Increased economic interdependencies and trade flows between states, innovations in information technology and computer networks, a global shift toward market economies and regional and multilateral trade arrangements, have all led to an increasingly globalized world economy.
The Forces of Economic Globalization: Challenges to the Regime of International Commercial Arbitration examines some of the challenges facing the regime of international commercial arbitration in the contemporary global economy. It considers the debates concerning the transformation of the global order and the role of nation states within the context of international commercial arbitration. Issues discussed include the transformative effect of economic globalization, the role of the epistemic community and the increased institutionalization within the international arbitral regime, the nationalization of international commercial arbitration and the denationalization and harmonization trends, the competitive nature of legislative reform, convergence and divergence in the international arbitral process, multilateralism and regionalism, market modernization and transnationalism, globalization and lex mercatoria, and the development of online arbitration schemes in cyberspace.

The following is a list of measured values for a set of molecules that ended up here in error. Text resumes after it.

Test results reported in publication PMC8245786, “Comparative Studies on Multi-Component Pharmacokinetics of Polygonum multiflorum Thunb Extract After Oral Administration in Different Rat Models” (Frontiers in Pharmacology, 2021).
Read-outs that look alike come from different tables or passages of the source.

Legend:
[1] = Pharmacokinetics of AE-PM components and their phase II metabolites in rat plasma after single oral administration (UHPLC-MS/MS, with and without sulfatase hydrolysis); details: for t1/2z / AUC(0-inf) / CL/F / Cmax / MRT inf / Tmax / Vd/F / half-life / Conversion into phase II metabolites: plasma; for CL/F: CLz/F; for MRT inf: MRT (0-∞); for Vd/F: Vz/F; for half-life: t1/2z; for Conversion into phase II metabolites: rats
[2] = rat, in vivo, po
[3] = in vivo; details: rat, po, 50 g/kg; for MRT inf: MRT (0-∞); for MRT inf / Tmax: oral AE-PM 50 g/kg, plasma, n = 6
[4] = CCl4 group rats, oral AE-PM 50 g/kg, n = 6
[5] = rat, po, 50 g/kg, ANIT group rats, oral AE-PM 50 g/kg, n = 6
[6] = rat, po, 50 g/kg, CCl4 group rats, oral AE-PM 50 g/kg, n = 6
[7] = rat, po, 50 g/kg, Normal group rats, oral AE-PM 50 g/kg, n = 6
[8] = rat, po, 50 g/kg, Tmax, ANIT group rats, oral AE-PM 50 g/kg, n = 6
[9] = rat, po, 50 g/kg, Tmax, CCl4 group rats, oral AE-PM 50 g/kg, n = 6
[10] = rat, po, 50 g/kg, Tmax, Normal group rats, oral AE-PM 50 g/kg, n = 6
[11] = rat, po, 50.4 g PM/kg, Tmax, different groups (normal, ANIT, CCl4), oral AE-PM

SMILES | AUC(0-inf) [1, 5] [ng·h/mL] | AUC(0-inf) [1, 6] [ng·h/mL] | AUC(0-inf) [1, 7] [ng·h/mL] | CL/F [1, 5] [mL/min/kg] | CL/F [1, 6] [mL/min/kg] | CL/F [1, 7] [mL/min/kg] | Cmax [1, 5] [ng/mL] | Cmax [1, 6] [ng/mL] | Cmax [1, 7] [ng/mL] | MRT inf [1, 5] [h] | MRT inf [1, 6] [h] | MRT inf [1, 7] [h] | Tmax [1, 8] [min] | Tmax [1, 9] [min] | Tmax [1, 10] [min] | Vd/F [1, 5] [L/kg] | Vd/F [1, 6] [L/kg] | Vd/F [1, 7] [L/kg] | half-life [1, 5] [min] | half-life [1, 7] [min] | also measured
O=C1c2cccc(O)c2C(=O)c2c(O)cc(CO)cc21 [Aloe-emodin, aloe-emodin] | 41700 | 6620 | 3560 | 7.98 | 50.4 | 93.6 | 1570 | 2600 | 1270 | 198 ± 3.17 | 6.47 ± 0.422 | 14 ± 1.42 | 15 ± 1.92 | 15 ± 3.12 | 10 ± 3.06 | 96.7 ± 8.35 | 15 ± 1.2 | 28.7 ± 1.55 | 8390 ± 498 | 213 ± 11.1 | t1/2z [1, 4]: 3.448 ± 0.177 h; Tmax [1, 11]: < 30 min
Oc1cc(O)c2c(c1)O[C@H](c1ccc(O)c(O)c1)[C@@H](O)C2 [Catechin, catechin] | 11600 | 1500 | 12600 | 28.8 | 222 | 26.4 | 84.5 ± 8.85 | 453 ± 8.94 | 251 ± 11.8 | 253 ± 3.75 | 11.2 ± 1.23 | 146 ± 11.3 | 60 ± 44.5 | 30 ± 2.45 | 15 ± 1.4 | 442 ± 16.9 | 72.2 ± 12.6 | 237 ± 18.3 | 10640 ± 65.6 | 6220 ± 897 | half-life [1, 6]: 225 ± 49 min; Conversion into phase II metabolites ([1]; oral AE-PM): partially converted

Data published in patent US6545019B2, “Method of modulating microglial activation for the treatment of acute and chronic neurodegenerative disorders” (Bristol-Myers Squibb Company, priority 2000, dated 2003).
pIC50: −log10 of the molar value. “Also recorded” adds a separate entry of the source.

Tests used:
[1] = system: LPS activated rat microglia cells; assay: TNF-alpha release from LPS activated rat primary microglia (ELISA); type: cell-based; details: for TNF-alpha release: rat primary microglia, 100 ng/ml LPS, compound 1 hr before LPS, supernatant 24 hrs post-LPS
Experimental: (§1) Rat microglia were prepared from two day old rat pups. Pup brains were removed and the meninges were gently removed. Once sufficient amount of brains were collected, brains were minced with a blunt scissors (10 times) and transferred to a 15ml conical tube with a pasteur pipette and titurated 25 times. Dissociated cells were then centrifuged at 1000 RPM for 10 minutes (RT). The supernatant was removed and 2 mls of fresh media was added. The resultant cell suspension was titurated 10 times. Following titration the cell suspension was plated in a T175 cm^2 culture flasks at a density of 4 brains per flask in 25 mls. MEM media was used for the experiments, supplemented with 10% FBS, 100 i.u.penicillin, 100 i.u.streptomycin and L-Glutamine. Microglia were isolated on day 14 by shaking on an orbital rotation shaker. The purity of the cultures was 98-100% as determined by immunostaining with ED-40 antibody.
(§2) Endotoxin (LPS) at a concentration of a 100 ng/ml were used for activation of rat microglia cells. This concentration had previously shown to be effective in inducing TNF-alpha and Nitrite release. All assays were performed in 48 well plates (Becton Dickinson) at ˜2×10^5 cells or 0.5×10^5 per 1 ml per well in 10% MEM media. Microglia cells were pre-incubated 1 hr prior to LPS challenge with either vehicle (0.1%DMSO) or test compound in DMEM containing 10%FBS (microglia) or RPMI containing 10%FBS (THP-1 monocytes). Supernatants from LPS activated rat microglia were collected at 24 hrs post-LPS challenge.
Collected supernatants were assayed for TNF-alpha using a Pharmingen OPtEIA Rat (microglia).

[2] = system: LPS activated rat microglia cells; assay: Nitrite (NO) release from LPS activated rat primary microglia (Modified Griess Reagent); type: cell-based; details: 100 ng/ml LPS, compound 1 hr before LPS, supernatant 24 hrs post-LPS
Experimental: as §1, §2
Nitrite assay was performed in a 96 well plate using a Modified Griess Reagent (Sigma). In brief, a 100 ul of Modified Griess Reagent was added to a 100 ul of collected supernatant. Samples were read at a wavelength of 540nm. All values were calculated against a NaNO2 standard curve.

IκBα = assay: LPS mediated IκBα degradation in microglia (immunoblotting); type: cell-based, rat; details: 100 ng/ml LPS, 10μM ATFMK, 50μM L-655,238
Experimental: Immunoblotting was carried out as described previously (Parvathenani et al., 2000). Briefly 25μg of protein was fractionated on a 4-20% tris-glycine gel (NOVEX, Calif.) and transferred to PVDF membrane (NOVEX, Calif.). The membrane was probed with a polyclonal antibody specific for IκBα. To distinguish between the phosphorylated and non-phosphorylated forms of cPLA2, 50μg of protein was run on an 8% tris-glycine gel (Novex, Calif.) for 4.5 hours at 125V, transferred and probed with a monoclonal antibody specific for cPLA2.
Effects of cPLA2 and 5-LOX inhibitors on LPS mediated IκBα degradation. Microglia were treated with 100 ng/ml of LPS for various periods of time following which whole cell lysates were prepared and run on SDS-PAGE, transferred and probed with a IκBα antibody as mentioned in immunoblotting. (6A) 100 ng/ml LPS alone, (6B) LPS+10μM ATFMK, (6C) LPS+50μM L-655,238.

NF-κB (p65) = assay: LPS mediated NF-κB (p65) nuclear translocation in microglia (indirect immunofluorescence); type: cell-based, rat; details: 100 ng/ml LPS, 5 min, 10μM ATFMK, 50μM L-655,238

This book seeks to analyze the inner penetration of a form of world polity or transnational order ¿ comprised of part epistemic community, institutional networks, national laws and multilateral conventions, norms, rules, principles and transnational ideology ¿ on the traditional notion of state sovereignty within the international arbitral regime. The book will interest practitioners and academics with an interest in international commercial arbitration.
- Economic Globalization and National Sovereignty
- The Regime of International Commercial Arbitration: The Epistemic Community and Institutionalization
- Multilateralism and Regionalism in International Commercial Arbitration
- Nationalization of International Commercial Arbitration: Harmonization and Denationalization Trends
- Reform and Modernization of National Arbitration Legislation
- Globalization and Lex Mercatoria: A Third Supranational Legal System
- International Commercial Arbitration in Cyberspace: A New Dimension